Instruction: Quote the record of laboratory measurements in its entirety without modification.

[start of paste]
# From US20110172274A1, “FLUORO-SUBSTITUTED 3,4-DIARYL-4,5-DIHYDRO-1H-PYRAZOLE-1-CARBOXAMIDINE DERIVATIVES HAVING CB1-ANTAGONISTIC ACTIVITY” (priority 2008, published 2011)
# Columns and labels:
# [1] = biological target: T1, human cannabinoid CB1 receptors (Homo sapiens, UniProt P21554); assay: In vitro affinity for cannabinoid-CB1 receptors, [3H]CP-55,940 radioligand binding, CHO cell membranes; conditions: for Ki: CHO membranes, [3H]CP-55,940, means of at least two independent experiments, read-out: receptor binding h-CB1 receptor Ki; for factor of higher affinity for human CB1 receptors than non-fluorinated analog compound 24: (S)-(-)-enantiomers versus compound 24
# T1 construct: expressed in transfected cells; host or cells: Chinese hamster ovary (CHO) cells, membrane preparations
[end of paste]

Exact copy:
# From US20110172274A1, “FLUORO-SUBSTITUTED 3,4-DIARYL-4,5-DIHYDRO-1H-PYRAZOLE-1-CARBOXAMIDINE DERIVATIVES HAVING CB1-ANTAGONISTIC ACTIVITY” (priority 2008, published 2011)
# Columns and labels:
# [1] = biological target: T1, human cannabinoid CB1 receptors (Homo sapiens, UniProt P21554); assay: In vitro affinity for cannabinoid-CB1 receptors, [3H]CP-55,940 radioligand binding, CHO cell membranes; conditions: for Ki: CHO membranes, [3H]CP-55,940, means of at least two independent experiments, read-out: receptor binding h-CB1 receptor Ki; for factor of higher affinity for human CB1 receptors than non-fluorinated analog compound 24: (S)-(-)-enantiomers versus compound 24
# T1 construct: expressed in transfected cells; host or cells: Chinese hamster ovary (CHO) cells, membrane preparations